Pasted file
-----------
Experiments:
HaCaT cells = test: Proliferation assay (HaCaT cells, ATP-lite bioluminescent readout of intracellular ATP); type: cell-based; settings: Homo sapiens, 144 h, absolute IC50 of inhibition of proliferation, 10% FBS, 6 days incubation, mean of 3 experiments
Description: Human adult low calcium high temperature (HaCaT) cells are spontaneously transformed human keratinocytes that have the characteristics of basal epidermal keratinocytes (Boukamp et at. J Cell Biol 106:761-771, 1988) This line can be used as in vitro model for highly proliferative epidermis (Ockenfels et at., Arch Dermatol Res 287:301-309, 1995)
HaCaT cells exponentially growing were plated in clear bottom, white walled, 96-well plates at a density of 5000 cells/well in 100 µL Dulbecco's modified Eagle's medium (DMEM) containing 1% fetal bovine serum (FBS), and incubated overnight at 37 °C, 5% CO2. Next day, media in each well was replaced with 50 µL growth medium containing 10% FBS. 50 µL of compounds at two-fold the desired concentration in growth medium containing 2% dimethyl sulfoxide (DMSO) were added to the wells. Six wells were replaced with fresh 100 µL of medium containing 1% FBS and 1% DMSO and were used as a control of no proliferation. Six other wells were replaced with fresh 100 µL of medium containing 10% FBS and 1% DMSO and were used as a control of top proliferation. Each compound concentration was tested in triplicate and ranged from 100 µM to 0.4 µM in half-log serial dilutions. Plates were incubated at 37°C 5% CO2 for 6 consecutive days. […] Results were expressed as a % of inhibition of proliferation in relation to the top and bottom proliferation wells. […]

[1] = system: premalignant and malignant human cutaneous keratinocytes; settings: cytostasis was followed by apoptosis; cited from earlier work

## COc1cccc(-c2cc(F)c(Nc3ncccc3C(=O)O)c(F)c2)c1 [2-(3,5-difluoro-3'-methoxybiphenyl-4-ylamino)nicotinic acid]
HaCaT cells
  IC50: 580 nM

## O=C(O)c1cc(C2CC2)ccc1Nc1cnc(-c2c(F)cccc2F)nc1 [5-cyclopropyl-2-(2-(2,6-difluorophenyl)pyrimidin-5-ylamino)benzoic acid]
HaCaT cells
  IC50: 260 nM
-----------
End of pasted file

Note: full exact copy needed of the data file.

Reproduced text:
Experiments:
HaCaT cells = test: Proliferation assay (HaCaT cells, ATP-lite bioluminescent readout of intracellular ATP); type: cell-based; settings: Homo sapiens, 144 h, absolute IC50 of inhibition of proliferation, 10% FBS, 6 days incubation, mean of 3 experiments
Description: Human adult low calcium high temperature (HaCaT) cells are spontaneously transformed human keratinocytes that have the characteristics of basal epidermal keratinocytes (Boukamp et at. J Cell Biol 106:761-771, 1988) This line can be used as in vitro model for highly proliferative epidermis (Ockenfels et at., Arch Dermatol Res 287:301-309, 1995)
HaCaT cells exponentially growing were plated in clear bottom, white walled, 96-well plates at a density of 5000 cells/well in 100 µL Dulbecco's modified Eagle's medium (DMEM) containing 1% fetal bovine serum (FBS), and incubated overnight at 37 °C, 5% CO2. Next day, media in each well was replaced with 50 µL growth medium containing 10% FBS. 50 µL of compounds at two-fold the desired concentration in growth medium containing 2% dimethyl sulfoxide (DMSO) were added to the wells. Six wells were replaced with fresh 100 µL of medium containing 1% FBS and 1% DMSO and were used as a control of no proliferation. Six other wells were replaced with fresh 100 µL of medium containing 10% FBS and 1% DMSO and were used as a control of top proliferation. Each compound concentration was tested in triplicate and ranged from 100 µM to 0.4 µM in half-log serial dilutions. Plates were incubated at 37°C 5% CO2 for 6 consecutive days. […] Results were expressed as a % of inhibition of proliferation in relation to the top and bottom proliferation wells. […]

[1] = system: premalignant and malignant human cutaneous keratinocytes; settings: cytostasis was followed by apoptosis; cited from earlier work

## COc1cccc(-c2cc(F)c(Nc3ncccc3C(=O)O)c(F)c2)c1 [2-(3,5-difluoro-3'-methoxybiphenyl-4-ylamino)nicotinic acid]
HaCaT cells
  IC50: 580 nM

## O=C(O)c1cc(C2CC2)ccc1Nc1cnc(-c2c(F)cccc2F)nc1 [5-cyclopropyl-2-(2-(2,6-difluorophenyl)pyrimidin-5-ylamino)benzoic acid]
HaCaT cells
  IC50: 260 nM